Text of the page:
What Is A Big Hairy Audacious Goal (BHAG)? The Big Hairy Audacious Goal In A Nutshell

The notion of a big hairy audacious goal was first introduced by Jim Collins and Jerry Porras in their book Built to Last: Successful Habits of Visionary Companies. A big hairy audacious goal (BHAG) is a clear and compelling long-term goal guided by a company’s values and purpose.

OriginCoined by business scholars James Collins and Jerry Porras in their book “Built to Last: Successful Habits of Visionary Companies” (1994).
PurposeA BHAG is a long-term strategic goal that inspires and motivates an organization or team. It serves as a bold and clear vision of what the organization aims to achieve, often driving innovation, focus, and commitment.
ComponentsA BHAG typically includes the following elements:
1. Ambitious Objective: A BHAG sets a significant and audacious objective that may seem unattainable at first.
2. Clear Time Frame: It has a defined time frame or deadline, creating a sense of urgency.
3. Inspiring Vision: A BHAG should be inspiring and capture the organization’s core purpose and values.
CharacteristicsAudacious: BHAGs should be daring and ambitious, pushing the organization beyond its comfort zone.
Long-Term: They are typically long-term goals, often spanning 10 to 30 years.
Measurable: BHAGs are quantifiable and come with specific metrics for tracking progress.
Examples– Google’s BHAG: “Organize the world’s information and make it universally accessible and useful.”
– NASA’s BHAG (1960s): “Put a man on the moon and return him safely to Earth before the end of the decade.”
Applications– Strategic planning and goal setting.
– Motivating teams and employees.
– Driving innovation and breakthrough thinking.
Benefits– Inspires and aligns the organization’s efforts.
– Encourages a long-term perspective.
– Fuels innovation and creativity.
Drawbacks– BHAGs can be intimidating and demotivating if they are too unrealistic or unattainable.
– They may require significant resources and effort to achieve.
Key TakeawayA Big Hairy Audacious Goal (BHAG) is an ambitious and inspiring long-term strategic objective that guides an organization’s efforts and motivates its members. BHAGs are characterized by audacity, measurability, and a clear time frame.

Understanding a big hairy audacious goal

The notion of a big hairy audacious goal was first introduced by Jim Collins and Jerry Porras in their book Built to Last: Successful Habits of Visionary Companies.

Several key points define a BHAG. The goal must:

  • Shift the way the company does business or how it is perceived in the industry. These goals may be audacious or innovative and be the result of out-of-the-box thinking.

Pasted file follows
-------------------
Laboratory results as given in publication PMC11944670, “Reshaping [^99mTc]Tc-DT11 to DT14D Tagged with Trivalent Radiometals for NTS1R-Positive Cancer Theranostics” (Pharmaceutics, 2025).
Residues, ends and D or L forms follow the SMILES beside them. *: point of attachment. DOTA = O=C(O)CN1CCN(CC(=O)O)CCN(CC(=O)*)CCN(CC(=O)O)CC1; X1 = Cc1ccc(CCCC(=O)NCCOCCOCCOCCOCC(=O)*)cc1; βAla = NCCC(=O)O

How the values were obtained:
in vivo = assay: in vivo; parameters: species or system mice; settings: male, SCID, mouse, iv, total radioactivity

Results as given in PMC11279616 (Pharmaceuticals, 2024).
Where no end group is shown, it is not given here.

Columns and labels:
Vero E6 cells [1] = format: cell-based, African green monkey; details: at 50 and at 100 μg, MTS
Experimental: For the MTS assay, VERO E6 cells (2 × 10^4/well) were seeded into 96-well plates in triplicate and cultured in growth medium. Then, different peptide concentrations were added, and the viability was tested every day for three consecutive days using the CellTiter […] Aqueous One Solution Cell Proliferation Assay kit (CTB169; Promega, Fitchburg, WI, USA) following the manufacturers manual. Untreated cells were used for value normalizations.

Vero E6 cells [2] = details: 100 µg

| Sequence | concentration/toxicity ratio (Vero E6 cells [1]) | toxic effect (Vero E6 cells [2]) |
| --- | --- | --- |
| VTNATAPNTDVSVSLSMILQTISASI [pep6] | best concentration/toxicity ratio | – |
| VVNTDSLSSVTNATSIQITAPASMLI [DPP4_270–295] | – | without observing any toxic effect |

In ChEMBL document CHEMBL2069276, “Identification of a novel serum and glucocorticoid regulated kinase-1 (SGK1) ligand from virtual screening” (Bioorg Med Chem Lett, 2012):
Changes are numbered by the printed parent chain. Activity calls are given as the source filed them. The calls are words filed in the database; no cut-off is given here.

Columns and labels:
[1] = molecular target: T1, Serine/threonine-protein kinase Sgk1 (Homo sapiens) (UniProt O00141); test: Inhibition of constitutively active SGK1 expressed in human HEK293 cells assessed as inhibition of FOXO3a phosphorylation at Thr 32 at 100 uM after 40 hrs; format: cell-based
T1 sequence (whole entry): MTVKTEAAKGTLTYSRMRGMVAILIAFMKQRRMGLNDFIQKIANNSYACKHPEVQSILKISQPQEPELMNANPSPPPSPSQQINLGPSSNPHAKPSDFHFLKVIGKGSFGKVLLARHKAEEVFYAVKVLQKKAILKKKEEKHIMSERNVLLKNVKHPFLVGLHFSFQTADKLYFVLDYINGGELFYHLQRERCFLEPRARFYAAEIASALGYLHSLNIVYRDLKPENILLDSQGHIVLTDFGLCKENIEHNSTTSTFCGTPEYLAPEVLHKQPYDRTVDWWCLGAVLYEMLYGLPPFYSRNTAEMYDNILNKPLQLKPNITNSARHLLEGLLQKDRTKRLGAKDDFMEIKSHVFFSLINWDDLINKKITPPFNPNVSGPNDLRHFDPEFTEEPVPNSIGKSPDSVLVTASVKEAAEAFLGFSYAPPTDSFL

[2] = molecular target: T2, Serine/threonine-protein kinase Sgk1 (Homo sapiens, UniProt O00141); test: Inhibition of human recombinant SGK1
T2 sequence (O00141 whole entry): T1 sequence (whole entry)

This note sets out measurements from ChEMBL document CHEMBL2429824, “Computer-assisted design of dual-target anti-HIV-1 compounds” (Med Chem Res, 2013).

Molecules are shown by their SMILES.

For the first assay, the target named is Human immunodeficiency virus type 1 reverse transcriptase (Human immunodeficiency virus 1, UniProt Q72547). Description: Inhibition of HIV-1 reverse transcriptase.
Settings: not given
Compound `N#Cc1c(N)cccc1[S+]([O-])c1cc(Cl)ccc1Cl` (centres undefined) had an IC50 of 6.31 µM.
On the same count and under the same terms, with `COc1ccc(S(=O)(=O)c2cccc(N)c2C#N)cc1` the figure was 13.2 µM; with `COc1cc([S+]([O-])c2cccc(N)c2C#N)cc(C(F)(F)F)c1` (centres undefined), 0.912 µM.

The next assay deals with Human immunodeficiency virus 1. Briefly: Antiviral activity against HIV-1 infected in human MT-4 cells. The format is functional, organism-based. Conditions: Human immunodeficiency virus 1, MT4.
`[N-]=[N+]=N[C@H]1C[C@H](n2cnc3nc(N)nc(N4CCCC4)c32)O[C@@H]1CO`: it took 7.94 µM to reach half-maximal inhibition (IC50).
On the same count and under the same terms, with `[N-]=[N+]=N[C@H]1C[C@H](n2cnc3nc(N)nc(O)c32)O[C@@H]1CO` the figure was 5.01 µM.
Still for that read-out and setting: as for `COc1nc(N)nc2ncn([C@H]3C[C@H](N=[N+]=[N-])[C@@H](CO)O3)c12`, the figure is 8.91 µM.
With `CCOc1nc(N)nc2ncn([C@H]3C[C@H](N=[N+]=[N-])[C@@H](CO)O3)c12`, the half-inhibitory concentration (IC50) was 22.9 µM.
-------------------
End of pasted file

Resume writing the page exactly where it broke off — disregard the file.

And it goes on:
• Encourage the company to work outside its comfort zone with confidence, commitment, and even a little arrogance.
  • Require little explanation. In other words, people should understand what the company is trying to do with little effort. NASA and its mission to put a man on the moon is one such example.
  • Be aligned with organizational strategy, lest it becomes a hollow aspirational statement.
  • Be worked toward every day with a sense of urgency, even if it may not be realized for decades.

Creating a big hairy audacious goal

When companies sit down to create a big audacious hairy goal, many make the mistake of not aiming high enough.

Indeed, the goal has to be audacious enough that there is a realistic chance of not achieving it.

To counteract this tendency, it is useful to set a goal with a 70% chance of success.

This encourages the organization to be brave and take a risk, which stimulates progress and forces it to dramatically improve its processes.

With that said, below is a general framework for creating a BHAG:


An idea must first be brainstormed that will change the business, industry, or the lives of consumers.

It’s important to let go of constraints and allow imaginative ideas to be considered.

The idea must be action-oriented, innovative, compelling, exciting, and take a minimum of 10 years to implement.


Run each idea through a feasibility test to determine whether it is something the company can realistically fund. 


This may be the hardest part.

Commitment means the goal is broken down into smaller parts and work is started as soon as possible.

Progress should be monitored over the years to ensure the organization does not lose interest in its goal.

To that end, the goal should be measurable and have a clear finish line.

This motivates employees to work toward a defined endpoint.

Big hairy audacious goal examples

Here is a look at a few big hairy audacious goals from notable companies or organizations:

  1. General Electric – “Become #1 or #2 in every market we serve and revolutionize this company to have the speed and agility of a small enterprise.
  2. Walmart (1990) – “Become a $125 billion company by year 2000.
  3. Starbucks – “Become the most recognized & respected consumer brand in the world.
  4. Amazon – “Every book, ever printed, in any language, all available in less than 60 seconds.
  5. Microsoft – “A computer on every desk in every home.
  6. Stanford University – “Become the Harvard of the west.

Big Hairy Audacious Goal examples